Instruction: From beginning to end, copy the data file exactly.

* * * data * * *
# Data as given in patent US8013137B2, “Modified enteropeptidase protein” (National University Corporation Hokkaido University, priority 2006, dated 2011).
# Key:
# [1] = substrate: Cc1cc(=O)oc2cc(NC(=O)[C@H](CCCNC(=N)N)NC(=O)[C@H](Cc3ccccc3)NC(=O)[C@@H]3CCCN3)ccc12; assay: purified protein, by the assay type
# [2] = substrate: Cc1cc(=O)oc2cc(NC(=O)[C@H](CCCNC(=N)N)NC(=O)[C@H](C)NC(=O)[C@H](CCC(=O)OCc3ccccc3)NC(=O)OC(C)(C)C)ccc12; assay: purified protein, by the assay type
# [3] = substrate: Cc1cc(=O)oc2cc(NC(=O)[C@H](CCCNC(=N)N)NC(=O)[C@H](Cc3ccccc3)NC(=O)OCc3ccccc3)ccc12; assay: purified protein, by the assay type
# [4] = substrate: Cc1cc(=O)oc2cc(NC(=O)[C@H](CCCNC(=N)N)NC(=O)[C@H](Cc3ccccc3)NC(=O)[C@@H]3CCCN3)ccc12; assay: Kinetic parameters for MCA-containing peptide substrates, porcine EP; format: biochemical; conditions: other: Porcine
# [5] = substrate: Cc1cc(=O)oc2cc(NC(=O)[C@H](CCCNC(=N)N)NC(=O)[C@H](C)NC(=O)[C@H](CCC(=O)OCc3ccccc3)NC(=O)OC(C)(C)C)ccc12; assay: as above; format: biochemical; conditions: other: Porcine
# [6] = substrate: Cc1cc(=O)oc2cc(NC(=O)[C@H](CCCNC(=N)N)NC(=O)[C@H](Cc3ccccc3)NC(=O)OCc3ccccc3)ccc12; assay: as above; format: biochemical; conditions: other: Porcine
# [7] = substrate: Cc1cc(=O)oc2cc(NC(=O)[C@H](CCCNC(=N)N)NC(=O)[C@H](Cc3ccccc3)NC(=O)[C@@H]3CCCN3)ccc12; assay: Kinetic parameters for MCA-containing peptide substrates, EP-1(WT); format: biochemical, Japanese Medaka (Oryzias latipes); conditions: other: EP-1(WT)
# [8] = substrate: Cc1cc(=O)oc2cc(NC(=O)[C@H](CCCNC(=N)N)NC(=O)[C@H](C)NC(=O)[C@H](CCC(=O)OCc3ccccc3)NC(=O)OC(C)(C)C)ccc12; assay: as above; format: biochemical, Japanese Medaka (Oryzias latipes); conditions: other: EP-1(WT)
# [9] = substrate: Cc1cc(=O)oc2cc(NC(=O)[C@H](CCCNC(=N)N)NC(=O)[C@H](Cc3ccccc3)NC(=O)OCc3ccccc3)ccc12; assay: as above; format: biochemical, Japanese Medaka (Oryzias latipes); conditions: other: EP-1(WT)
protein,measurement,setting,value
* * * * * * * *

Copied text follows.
# Data as given in patent US8013137B2, “Modified enteropeptidase protein” (National University Corporation Hokkaido University, priority 2006, dated 2011).
# Key:
# [1] = substrate: Cc1cc(=O)oc2cc(NC(=O)[C@H](CCCNC(=N)N)NC(=O)[C@H](Cc3ccccc3)NC(=O)[C@@H]3CCCN3)ccc12; assay: purified protein, by the assay type
# [2] = substrate: Cc1cc(=O)oc2cc(NC(=O)[C@H](CCCNC(=N)N)NC(=O)[C@H](C)NC(=O)[C@H](CCC(=O)OCc3ccccc3)NC(=O)OC(C)(C)C)ccc12; assay: purified protein, by the assay type
# [3] = substrate: Cc1cc(=O)oc2cc(NC(=O)[C@H](CCCNC(=N)N)NC(=O)[C@H](Cc3ccccc3)NC(=O)OCc3ccccc3)ccc12; assay: purified protein, by the assay type
# [4] = substrate: Cc1cc(=O)oc2cc(NC(=O)[C@H](CCCNC(=N)N)NC(=O)[C@H](Cc3ccccc3)NC(=O)[C@@H]3CCCN3)ccc12; assay: Kinetic parameters for MCA-containing peptide substrates, porcine EP; format: biochemical; conditions: other: Porcine
# [5] = substrate: Cc1cc(=O)oc2cc(NC(=O)[C@H](CCCNC(=N)N)NC(=O)[C@H](C)NC(=O)[C@H](CCC(=O)OCc3ccccc3)NC(=O)OC(C)(C)C)ccc12; assay: as above; format: biochemical; conditions: other: Porcine
# [6] = substrate: Cc1cc(=O)oc2cc(NC(=O)[C@H](CCCNC(=N)N)NC(=O)[C@H](Cc3ccccc3)NC(=O)OCc3ccccc3)ccc12; assay: as above; format: biochemical; conditions: other: Porcine
# [7] = substrate: Cc1cc(=O)oc2cc(NC(=O)[C@H](CCCNC(=N)N)NC(=O)[C@H](Cc3ccccc3)NC(=O)[C@@H]3CCCN3)ccc12; assay: Kinetic parameters for MCA-containing peptide substrates, EP-1(WT); format: biochemical, Japanese Medaka (Oryzias latipes); conditions: other: EP-1(WT)
# [8] = substrate: Cc1cc(=O)oc2cc(NC(=O)[C@H](CCCNC(=N)N)NC(=O)[C@H](C)NC(=O)[C@H](CCC(=O)OCc3ccccc3)NC(=O)OC(C)(C)C)ccc12; assay: as above; format: biochemical, Japanese Medaka (Oryzias latipes); conditions: other: EP-1(WT)
# [9] = substrate: Cc1cc(=O)oc2cc(NC(=O)[C@H](CCCNC(=N)N)NC(=O)[C@H](Cc3ccccc3)NC(=O)OCc3ccccc3)ccc12; assay: as above; format: biochemical, Japanese Medaka (Oryzias latipes); conditions: other: EP-1(WT)
protein,measurement,setting,value